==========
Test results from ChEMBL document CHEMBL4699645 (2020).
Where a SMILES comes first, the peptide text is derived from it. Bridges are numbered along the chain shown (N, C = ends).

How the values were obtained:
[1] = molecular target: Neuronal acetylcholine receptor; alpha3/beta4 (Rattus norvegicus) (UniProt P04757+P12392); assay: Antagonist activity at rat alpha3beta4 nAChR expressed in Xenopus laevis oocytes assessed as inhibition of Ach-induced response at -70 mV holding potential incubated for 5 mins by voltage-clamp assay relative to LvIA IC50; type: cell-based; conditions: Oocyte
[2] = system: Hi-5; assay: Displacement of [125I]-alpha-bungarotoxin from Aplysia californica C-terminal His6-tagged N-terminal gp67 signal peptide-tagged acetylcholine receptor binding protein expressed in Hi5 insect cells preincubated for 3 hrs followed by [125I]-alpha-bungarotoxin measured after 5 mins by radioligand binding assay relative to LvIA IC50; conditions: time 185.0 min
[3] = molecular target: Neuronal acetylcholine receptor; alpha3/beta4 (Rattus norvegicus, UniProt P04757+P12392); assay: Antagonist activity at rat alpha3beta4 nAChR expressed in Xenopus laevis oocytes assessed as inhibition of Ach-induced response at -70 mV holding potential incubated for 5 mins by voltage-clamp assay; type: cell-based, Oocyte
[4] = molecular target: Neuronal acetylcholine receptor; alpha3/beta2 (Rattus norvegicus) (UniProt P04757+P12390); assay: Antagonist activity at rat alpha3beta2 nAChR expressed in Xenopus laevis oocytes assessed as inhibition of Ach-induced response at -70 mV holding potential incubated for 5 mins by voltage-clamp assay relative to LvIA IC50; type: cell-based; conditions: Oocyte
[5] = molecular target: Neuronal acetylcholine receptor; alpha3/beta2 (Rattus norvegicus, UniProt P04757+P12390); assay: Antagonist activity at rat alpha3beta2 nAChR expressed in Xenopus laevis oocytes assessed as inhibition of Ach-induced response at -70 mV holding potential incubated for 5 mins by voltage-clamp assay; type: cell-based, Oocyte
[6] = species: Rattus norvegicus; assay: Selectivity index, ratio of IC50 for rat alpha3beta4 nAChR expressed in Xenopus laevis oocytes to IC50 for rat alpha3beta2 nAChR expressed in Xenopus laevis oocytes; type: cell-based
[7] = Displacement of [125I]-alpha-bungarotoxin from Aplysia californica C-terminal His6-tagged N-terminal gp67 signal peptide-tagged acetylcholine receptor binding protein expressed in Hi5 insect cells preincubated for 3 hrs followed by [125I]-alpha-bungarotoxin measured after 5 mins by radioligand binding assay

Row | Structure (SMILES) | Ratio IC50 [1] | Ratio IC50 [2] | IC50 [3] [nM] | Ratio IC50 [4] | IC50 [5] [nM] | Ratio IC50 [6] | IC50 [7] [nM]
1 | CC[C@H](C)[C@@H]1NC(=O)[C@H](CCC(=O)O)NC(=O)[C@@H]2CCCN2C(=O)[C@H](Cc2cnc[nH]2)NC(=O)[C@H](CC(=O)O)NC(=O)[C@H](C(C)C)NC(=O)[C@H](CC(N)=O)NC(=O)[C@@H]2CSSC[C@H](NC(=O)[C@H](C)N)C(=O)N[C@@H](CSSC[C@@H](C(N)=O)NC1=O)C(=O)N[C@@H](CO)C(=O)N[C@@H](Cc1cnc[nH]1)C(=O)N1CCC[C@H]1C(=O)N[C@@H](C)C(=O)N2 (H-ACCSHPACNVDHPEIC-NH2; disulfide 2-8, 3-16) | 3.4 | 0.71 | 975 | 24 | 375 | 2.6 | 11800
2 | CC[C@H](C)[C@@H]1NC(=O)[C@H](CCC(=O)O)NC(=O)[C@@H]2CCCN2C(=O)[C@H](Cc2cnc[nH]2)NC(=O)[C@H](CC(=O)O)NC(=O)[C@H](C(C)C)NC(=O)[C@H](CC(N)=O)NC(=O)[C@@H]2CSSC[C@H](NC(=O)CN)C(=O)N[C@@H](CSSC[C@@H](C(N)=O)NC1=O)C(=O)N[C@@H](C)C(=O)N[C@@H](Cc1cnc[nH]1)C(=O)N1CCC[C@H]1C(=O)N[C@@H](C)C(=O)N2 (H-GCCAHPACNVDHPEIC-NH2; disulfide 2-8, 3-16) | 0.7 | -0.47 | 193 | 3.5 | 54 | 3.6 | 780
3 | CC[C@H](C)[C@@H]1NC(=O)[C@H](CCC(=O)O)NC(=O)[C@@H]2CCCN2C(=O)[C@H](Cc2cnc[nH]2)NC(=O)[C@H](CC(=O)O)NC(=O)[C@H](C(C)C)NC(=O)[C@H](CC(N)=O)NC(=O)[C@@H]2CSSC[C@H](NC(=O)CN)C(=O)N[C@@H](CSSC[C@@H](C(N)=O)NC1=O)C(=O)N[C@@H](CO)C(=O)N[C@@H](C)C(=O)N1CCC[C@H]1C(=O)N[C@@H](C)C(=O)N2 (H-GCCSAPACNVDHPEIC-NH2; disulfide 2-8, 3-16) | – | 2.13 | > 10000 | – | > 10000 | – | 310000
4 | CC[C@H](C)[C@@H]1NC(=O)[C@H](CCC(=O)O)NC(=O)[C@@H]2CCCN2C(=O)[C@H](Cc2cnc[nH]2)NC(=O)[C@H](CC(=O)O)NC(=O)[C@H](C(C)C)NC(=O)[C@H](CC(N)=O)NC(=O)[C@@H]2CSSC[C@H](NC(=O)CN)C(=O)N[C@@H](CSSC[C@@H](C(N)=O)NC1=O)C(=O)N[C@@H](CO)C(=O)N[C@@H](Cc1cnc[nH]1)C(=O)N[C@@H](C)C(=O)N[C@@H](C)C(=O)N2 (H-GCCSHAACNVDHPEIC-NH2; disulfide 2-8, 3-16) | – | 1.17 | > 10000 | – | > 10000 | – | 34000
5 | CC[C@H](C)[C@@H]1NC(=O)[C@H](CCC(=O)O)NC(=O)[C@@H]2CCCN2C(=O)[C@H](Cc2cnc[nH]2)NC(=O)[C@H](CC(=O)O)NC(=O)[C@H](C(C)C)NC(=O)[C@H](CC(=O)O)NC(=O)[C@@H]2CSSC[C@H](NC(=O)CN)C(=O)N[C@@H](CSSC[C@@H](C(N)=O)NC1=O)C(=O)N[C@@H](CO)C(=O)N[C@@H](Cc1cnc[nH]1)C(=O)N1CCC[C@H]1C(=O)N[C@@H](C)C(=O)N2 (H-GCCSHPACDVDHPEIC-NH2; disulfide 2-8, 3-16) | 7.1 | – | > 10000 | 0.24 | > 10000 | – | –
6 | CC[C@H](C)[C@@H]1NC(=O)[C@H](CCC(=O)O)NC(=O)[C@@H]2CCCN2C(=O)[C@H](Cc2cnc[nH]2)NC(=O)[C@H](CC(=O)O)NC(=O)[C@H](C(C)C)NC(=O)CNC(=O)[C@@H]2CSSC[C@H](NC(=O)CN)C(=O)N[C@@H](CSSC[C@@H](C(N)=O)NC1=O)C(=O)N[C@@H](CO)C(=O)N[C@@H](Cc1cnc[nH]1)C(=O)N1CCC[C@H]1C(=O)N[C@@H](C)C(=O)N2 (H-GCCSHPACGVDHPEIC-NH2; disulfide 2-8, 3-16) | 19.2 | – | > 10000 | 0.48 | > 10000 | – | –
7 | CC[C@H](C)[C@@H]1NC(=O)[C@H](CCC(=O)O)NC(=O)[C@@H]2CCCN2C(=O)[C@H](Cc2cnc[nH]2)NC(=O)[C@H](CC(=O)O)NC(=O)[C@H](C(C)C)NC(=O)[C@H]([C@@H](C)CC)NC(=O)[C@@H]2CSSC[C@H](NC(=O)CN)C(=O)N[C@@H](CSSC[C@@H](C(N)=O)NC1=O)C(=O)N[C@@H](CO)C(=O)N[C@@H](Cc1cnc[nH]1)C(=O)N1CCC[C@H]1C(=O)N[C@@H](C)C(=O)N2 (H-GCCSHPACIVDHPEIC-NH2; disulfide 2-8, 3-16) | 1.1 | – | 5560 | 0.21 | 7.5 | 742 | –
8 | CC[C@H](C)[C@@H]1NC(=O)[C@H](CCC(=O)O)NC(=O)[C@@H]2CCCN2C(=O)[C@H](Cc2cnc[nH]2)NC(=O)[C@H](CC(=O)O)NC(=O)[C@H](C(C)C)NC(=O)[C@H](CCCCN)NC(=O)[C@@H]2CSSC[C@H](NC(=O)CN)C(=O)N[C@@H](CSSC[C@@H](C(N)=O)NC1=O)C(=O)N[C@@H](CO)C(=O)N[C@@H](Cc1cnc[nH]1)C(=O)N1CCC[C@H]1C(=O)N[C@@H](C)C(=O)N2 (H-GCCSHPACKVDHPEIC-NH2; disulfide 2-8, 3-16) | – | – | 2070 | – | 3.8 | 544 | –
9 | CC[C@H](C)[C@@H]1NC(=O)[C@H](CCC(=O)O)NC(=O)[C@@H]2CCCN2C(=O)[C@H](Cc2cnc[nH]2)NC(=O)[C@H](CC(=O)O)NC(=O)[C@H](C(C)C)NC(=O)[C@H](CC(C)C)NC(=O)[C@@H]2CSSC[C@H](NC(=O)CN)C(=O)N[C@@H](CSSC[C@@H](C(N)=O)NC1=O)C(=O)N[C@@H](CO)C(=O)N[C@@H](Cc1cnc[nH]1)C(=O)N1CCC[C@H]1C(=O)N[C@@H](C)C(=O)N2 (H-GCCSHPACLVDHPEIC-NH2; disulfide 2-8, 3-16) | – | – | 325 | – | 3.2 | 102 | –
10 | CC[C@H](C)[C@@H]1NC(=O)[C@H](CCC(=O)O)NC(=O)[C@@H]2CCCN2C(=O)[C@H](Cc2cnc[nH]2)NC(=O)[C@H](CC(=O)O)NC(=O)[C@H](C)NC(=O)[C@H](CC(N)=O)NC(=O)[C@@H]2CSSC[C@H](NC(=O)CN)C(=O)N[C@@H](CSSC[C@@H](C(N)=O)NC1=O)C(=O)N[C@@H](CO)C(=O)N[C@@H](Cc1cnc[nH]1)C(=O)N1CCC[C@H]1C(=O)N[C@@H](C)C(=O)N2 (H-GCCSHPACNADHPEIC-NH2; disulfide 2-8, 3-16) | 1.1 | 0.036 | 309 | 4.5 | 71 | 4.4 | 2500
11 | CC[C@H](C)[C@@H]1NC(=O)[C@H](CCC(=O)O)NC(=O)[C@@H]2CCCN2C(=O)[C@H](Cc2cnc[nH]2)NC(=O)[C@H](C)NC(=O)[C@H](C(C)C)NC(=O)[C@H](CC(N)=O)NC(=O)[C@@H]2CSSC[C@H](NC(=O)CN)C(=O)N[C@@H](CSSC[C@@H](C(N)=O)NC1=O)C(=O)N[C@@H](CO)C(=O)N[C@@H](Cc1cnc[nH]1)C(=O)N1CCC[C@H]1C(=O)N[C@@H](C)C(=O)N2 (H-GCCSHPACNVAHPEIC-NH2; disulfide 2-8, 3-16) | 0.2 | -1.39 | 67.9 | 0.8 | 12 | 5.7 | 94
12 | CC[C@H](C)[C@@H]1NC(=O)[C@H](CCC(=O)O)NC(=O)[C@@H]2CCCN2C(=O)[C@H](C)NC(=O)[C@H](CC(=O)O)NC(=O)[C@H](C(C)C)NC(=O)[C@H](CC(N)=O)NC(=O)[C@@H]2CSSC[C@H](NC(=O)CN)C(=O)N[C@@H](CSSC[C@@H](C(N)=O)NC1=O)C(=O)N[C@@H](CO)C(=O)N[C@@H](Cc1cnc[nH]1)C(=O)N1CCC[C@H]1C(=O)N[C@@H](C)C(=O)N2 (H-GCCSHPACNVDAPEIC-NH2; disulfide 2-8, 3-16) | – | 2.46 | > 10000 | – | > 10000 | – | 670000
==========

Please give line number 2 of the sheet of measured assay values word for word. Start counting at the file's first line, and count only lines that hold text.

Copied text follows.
Where a SMILES comes first, the peptide text is derived from it. Bridges are numbered along the chain shown (N, C = ends).